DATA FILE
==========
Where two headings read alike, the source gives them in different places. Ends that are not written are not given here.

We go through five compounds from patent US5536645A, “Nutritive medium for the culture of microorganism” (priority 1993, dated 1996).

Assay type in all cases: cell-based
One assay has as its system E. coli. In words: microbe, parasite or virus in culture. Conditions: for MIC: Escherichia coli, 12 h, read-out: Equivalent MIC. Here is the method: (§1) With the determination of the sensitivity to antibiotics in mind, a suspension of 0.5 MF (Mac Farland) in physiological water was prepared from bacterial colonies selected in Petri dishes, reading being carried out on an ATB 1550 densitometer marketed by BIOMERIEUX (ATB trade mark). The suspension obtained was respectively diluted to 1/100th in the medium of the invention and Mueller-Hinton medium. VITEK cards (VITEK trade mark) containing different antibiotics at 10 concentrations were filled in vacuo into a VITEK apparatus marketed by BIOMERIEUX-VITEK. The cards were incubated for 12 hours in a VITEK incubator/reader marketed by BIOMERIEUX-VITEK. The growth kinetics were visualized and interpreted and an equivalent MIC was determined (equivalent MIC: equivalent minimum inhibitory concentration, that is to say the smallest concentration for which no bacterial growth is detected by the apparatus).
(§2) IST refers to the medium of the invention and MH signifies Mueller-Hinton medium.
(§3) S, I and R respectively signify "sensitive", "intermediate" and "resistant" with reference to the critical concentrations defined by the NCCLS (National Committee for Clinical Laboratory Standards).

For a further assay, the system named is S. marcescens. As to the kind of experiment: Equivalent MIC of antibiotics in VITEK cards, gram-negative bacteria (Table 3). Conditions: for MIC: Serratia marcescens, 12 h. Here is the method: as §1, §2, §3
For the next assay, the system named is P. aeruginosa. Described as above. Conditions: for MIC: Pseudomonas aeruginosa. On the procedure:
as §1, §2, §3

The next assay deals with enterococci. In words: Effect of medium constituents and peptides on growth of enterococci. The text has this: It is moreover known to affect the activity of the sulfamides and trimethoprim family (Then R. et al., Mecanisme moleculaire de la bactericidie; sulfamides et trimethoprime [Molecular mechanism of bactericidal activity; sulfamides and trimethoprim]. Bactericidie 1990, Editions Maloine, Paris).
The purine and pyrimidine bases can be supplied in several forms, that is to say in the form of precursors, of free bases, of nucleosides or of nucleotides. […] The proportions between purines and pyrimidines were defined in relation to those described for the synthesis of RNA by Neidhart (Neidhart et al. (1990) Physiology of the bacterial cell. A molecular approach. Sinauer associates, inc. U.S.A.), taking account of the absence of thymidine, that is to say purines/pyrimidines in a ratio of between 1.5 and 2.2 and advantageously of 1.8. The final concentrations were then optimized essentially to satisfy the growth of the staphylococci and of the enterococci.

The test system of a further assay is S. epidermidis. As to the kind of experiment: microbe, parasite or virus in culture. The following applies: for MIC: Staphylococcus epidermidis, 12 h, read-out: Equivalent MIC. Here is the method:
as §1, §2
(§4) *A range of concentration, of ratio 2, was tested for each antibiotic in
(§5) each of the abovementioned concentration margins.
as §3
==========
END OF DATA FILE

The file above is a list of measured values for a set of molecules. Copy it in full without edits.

Where two headings read alike, the source gives them in different places. Ends that are not written are not given here.

We go through five compounds from patent US5536645A, “Nutritive medium for the culture of microorganism” (priority 1993, dated 1996).

Assay type in all cases: cell-based
One assay has as its system E. coli. In words: microbe, parasite or virus in culture. Conditions: for MIC: Escherichia coli, 12 h, read-out: Equivalent MIC. Here is the method: (§1) With the determination of the sensitivity to antibiotics in mind, a suspension of 0.5 MF (Mac Farland) in physiological water was prepared from bacterial colonies selected in Petri dishes, reading being carried out on an ATB 1550 densitometer marketed by BIOMERIEUX (ATB trade mark). The suspension obtained was respectively diluted to 1/100th in the medium of the invention and Mueller-Hinton medium. VITEK cards (VITEK trade mark) containing different antibiotics at 10 concentrations were filled in vacuo into a VITEK apparatus marketed by BIOMERIEUX-VITEK. The cards were incubated for 12 hours in a VITEK incubator/reader marketed by BIOMERIEUX-VITEK. The growth kinetics were visualized and interpreted and an equivalent MIC was determined (equivalent MIC: equivalent minimum inhibitory concentration, that is to say the smallest concentration for which no bacterial growth is detected by the apparatus).
(§2) IST refers to the medium of the invention and MH signifies Mueller-Hinton medium.
(§3) S, I and R respectively signify "sensitive", "intermediate" and "resistant" with reference to the critical concentrations defined by the NCCLS (National Committee for Clinical Laboratory Standards).

For a further assay, the system named is S. marcescens. As to the kind of experiment: Equivalent MIC of antibiotics in VITEK cards, gram-negative bacteria (Table 3). Conditions: for MIC: Serratia marcescens, 12 h. Here is the method: as §1, §2, §3
For the next assay, the system named is P. aeruginosa. Described as above. Conditions: for MIC: Pseudomonas aeruginosa. On the procedure:
as §1, §2, §3

The next assay deals with enterococci. In words: Effect of medium constituents and peptides on growth of enterococci. The text has this: It is moreover known to affect the activity of the sulfamides and trimethoprim family (Then R. et al., Mecanisme moleculaire de la bactericidie; sulfamides et trimethoprime [Molecular mechanism of bactericidal activity; sulfamides and trimethoprim]. Bactericidie 1990, Editions Maloine, Paris).
The purine and pyrimidine bases can be supplied in several forms, that is to say in the form of precursors, of free bases, of nucleosides or of nucleotides. […] The proportions between purines and pyrimidines were defined in relation to those described for the synthesis of RNA by Neidhart (Neidhart et al. (1990) Physiology of the bacterial cell. A molecular approach. Sinauer associates, inc. U.S.A.), taking account of the absence of thymidine, that is to say purines/pyrimidines in a ratio of between 1.5 and 2.2 and advantageously of 1.8. The final concentrations were then optimized essentially to satisfy the growth of the staphylococci and of the enterococci.

The test system of a further assay is S. epidermidis. As to the kind of experiment: microbe, parasite or virus in culture. The following applies: for MIC: Staphylococcus epidermidis, 12 h, read-out: Equivalent MIC. Here is the method:
as §1, §2
(§4) *A range of concentration, of ratio 2, was tested for each antibiotic in
(§5) each of the abovementioned concentration margins.
as §3